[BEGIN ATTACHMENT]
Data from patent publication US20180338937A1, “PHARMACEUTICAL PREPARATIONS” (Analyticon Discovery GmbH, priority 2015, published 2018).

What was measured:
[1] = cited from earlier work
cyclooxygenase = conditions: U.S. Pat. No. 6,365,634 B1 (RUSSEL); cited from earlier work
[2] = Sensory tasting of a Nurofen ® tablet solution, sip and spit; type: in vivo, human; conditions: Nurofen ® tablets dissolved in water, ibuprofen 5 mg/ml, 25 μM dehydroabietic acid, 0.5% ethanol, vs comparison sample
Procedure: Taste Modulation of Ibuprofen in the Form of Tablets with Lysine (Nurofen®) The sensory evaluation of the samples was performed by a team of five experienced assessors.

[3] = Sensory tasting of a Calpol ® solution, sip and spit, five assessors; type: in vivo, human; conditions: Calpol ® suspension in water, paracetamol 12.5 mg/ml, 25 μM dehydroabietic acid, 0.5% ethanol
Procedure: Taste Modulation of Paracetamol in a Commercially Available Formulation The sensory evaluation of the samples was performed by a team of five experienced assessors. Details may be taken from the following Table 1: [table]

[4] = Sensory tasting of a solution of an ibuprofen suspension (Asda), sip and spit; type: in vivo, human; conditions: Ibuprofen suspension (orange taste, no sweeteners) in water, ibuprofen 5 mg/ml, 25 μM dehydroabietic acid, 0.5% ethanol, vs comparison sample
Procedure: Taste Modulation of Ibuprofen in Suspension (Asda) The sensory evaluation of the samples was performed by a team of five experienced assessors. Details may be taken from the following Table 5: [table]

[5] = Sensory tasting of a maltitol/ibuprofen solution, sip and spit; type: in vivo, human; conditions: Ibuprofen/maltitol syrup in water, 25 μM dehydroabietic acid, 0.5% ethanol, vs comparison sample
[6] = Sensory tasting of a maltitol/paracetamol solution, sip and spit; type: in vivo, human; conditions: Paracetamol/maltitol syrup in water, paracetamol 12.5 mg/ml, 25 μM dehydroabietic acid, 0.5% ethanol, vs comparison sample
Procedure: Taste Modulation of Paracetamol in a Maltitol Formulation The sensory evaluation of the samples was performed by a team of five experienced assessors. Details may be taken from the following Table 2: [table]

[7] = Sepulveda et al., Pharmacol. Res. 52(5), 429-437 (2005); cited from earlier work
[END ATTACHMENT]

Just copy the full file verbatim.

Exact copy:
Data from patent publication US20180338937A1, “PHARMACEUTICAL PREPARATIONS” (Analyticon Discovery GmbH, priority 2015, published 2018).

What was measured:
[1] = cited from earlier work
cyclooxygenase = conditions: U.S. Pat. No. 6,365,634 B1 (RUSSEL); cited from earlier work
[2] = Sensory tasting of a Nurofen ® tablet solution, sip and spit; type: in vivo, human; conditions: Nurofen ® tablets dissolved in water, ibuprofen 5 mg/ml, 25 μM dehydroabietic acid, 0.5% ethanol, vs comparison sample
Procedure: Taste Modulation of Ibuprofen in the Form of Tablets with Lysine (Nurofen®) The sensory evaluation of the samples was performed by a team of five experienced assessors.

[3] = Sensory tasting of a Calpol ® solution, sip and spit, five assessors; type: in vivo, human; conditions: Calpol ® suspension in water, paracetamol 12.5 mg/ml, 25 μM dehydroabietic acid, 0.5% ethanol
Procedure: Taste Modulation of Paracetamol in a Commercially Available Formulation The sensory evaluation of the samples was performed by a team of five experienced assessors. Details may be taken from the following Table 1: [table]

[4] = Sensory tasting of a solution of an ibuprofen suspension (Asda), sip and spit; type: in vivo, human; conditions: Ibuprofen suspension (orange taste, no sweeteners) in water, ibuprofen 5 mg/ml, 25 μM dehydroabietic acid, 0.5% ethanol, vs comparison sample
Procedure: Taste Modulation of Ibuprofen in Suspension (Asda) The sensory evaluation of the samples was performed by a team of five experienced assessors. Details may be taken from the following Table 5: [table]

[5] = Sensory tasting of a maltitol/ibuprofen solution, sip and spit; type: in vivo, human; conditions: Ibuprofen/maltitol syrup in water, 25 μM dehydroabietic acid, 0.5% ethanol, vs comparison sample
[6] = Sensory tasting of a maltitol/paracetamol solution, sip and spit; type: in vivo, human; conditions: Paracetamol/maltitol syrup in water, paracetamol 12.5 mg/ml, 25 μM dehydroabietic acid, 0.5% ethanol, vs comparison sample
Procedure: Taste Modulation of Paracetamol in a Maltitol Formulation The sensory evaluation of the samples was performed by a team of five experienced assessors. Details may be taken from the following Table 2: [table]

[7] = Sepulveda et al., Pharmacol. Res. 52(5), 429-437 (2005); cited from earlier work